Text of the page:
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OTC and Pink stocks in RRSP / TFSA


beerbaron
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The RRSP rules state that it has to be a security listed on a named exchange. The US OTC mkt does not qualify it has to be an exchange that is qualified ie on the list of exchanges that CRA says is ok. There is no easy work around that I am aware of.

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beerbaron - this is the only workaround that I am aware of - fellow boardmember uncommonprofits pointed this exception out to me a number of years ago and I have used it to buy shares on non-prescribed exchanges a number of times since in registered accounts. 

 

"Shares of a corporation that were listed on a prescribed stock exchange but that have been suspended from trading or de-listed continue to be qualified investments if the corporation that issued the shares was, and remains, a public corporation, and the shares do not otherwise cease to be qualified investments."

 

http://www.cra-arc.gc.ca/E/pub/tp/it320r3/it320r3-e.pdf

 

I have argued with several discount brokerage reps on this, and when you call the CRA to get an interpretation, it seems that they don't have an official list of eligible stocks that are traded OTC or delisted entirely, but still qualify.  Not sure this would help with buying Lancashire, as I am not familiar with the situation.

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No Lancashire for me :)

 

I believe your conclusion is incorrect.  Lancashire is traded in the London Stock Exchange.  If there is any problem, you can solve this by instructing the broker that holds your RRSP account to purchase it on the LSE instead of the pink sheets.  You may have to phone in your order to make a trade on an international exchange.  You can expect the commissions to be higher than buying N.A. stocks.  This is what valueiswhatyouget was pointing out in more general terms in the post above.

 

http://finance.yahoo.com/q?s=LRE.L

 

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Perhaps bonechip's comment means that you can buy LRE on the pinksheets and hold them directly in your RRSP by virtue of the fact that the shares are also traded on a prescribed exchange (london).  This would save you the higher commission fees of buying on the LSE.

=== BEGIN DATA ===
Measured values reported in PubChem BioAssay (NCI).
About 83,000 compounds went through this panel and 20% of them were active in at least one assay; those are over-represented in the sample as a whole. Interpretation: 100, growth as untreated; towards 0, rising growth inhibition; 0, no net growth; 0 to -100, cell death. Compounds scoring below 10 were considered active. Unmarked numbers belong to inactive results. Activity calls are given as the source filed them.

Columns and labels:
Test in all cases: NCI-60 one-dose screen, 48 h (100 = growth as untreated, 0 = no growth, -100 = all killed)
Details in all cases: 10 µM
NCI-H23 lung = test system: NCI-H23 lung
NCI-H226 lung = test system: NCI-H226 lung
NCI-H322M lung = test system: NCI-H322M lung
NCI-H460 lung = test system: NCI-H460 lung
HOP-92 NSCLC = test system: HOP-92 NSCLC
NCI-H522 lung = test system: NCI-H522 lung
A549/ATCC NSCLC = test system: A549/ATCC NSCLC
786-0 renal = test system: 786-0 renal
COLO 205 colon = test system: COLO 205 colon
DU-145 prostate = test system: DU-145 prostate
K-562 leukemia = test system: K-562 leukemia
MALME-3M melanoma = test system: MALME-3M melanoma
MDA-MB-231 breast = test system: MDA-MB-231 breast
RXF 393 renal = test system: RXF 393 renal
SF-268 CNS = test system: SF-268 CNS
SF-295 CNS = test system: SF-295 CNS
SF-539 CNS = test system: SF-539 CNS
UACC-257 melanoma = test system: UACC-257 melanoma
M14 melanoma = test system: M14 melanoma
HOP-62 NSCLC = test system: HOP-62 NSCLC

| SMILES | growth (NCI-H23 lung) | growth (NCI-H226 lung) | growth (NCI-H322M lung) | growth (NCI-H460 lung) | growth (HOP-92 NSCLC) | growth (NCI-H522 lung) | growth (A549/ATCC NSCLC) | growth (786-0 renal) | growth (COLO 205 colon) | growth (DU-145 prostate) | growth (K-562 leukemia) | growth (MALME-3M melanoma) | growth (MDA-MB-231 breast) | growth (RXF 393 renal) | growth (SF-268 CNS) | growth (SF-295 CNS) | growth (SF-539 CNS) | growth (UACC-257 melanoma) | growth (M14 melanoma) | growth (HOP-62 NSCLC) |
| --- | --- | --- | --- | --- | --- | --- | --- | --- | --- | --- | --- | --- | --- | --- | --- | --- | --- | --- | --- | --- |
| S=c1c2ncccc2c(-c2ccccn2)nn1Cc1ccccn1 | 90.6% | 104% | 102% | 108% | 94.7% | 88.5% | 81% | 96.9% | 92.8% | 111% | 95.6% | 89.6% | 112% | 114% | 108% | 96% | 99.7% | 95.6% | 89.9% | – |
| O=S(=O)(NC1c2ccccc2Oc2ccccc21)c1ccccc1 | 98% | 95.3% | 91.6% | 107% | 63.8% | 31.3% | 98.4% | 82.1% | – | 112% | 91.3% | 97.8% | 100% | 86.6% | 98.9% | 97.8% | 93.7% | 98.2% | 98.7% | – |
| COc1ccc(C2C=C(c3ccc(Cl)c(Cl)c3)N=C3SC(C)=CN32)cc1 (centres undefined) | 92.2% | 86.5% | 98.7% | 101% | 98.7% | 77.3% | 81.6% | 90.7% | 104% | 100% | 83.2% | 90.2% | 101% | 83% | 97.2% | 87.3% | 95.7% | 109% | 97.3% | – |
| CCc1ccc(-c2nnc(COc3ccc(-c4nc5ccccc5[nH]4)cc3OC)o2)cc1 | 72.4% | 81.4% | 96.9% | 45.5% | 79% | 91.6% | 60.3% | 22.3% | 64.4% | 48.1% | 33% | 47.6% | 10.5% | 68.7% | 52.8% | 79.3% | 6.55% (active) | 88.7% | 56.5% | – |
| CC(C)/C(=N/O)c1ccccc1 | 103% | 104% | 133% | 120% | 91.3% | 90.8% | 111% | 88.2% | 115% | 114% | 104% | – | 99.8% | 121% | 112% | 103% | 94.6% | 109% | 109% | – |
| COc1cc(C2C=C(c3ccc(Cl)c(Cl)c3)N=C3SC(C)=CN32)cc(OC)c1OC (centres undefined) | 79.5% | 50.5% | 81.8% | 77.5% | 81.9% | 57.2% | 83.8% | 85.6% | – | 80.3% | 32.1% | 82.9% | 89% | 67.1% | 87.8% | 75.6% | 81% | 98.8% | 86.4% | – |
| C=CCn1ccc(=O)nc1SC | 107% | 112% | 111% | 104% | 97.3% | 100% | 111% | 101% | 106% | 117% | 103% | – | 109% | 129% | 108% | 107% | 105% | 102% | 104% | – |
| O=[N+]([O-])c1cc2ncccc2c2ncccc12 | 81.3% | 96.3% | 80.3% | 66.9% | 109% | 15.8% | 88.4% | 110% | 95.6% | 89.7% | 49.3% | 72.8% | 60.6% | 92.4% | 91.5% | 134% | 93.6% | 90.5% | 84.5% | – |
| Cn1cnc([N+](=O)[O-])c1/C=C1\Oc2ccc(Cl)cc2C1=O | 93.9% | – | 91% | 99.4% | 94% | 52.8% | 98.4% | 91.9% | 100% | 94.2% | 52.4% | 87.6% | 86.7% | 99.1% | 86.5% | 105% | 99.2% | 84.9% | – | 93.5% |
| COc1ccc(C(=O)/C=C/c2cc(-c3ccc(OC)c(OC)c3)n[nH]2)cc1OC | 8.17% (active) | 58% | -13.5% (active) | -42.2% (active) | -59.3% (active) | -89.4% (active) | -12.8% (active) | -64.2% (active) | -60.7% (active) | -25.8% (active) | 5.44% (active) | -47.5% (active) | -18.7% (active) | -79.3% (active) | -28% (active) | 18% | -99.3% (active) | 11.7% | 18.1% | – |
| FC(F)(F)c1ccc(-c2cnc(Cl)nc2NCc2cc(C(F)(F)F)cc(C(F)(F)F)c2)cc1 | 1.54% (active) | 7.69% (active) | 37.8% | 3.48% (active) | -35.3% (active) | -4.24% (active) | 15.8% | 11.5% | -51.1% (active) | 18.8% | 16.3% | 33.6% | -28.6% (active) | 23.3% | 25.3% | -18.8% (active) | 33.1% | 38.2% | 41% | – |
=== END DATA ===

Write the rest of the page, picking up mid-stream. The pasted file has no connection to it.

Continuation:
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beerbaron - this is the only workaround that I am aware of - fellow boardmember uncommonprofits pointed this exception out to me a number of years ago and I have used it to buy shares on non-prescribed exchanges a number of times since in registered accounts.   

 

"Shares of a corporation that were listed on a prescribed stock exchange but that have been suspended from trading or de-listed continue to be qualified investments if the corporation that issued the shares was, and remains, a public corporation, and the shares do not otherwise cease to be qualified investments."

 

http://www.cra-arc.gc.ca/E/pub/tp/it320r3/it320r3-e.pdf

 

I have argued with several discount brokerage reps on this, and when you call the CRA to get an interpretation, it seems that they don't have an official list of eligible stocks that are traded OTC or delisted entirely, but still qualify.  Not sure this would help with buying Lancashire, as I am not familiar with the situation.

 

Humm, did you get into any troubles with the CRA. It seems like a grey area that could apply to Lancashire...

 

BeerBaron

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Haven't had any trouble yet from CRA, but my investments have been in companies that are already delisted from a prescribed exchange and trade only on a non-prescribed exchange like the pink sheets.  I have never bought a company on a non-prescribed exchange that was concurrently listed on a prescribed exchange - you may want to call CRA for an interpretation to clarify, as the penalties are steep for holding a non-qualified investment are 1% a month for RRSP, and 100% immediate penalty if bought in TFSA I believe.  

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  • 6 years later...

I am writing this more than 5 years after the original posting. I came across the posting with a google search re: buying OTC securities in a TFSA so others may as well and I wanted to clarify.

Bonechip 1's rule regarding de-listed securities only applies to Canadian companies that are de-listed. A U.S. company previously listed on the NYSE, for example, would not be eligible for purchase in a TFSA and would result in substantial penalties.

Steve

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